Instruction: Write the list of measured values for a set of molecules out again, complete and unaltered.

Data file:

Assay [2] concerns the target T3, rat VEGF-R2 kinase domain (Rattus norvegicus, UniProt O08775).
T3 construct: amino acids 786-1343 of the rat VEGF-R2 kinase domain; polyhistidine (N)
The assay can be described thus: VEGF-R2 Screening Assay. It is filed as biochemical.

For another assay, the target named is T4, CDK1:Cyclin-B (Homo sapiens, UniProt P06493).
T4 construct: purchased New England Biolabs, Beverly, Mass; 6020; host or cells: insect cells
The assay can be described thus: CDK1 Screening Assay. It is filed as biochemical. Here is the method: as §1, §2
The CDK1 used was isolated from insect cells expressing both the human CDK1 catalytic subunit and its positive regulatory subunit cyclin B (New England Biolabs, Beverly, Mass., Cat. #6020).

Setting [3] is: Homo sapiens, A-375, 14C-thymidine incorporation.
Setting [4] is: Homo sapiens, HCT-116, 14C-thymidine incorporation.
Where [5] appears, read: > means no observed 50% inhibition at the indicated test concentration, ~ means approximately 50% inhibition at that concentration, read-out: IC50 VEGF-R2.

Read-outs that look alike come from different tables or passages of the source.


Assay [2] concerns the target T3, rat VEGF-R2 kinase domain (Rattus norvegicus, UniProt O08775).
T3 construct: amino acids 786-1343 of the rat VEGF-R2 kinase domain; polyhistidine (N)
The assay can be described thus: VEGF-R2 Screening Assay. It is filed as biochemical.

For another assay, the target named is T4, CDK1:Cyclin-B (Homo sapiens, UniProt P06493).
T4 construct: purchased New England Biolabs, Beverly, Mass; 6020; host or cells: insect cells
The assay can be described thus: CDK1 Screening Assay. It is filed as biochemical. Here is the method: as §1, §2
The CDK1 used was isolated from insect cells expressing both the human CDK1 catalytic subunit and its positive regulatory subunit cyclin B (New England Biolabs, Beverly, Mass., Cat. #6020).

Setting [3] is: Homo sapiens, A-375, 14C-thymidine incorporation.
Setting [4] is: Homo sapiens, HCT-116, 14C-thymidine incorporation.
Where [5] appears, read: > means no observed 50% inhibition at the indicated test concentration, ~ means approximately 50% inhibition at that concentration, read-out: IC50 VEGF-R2.

Read-outs that look alike come from different tables or passages of the source.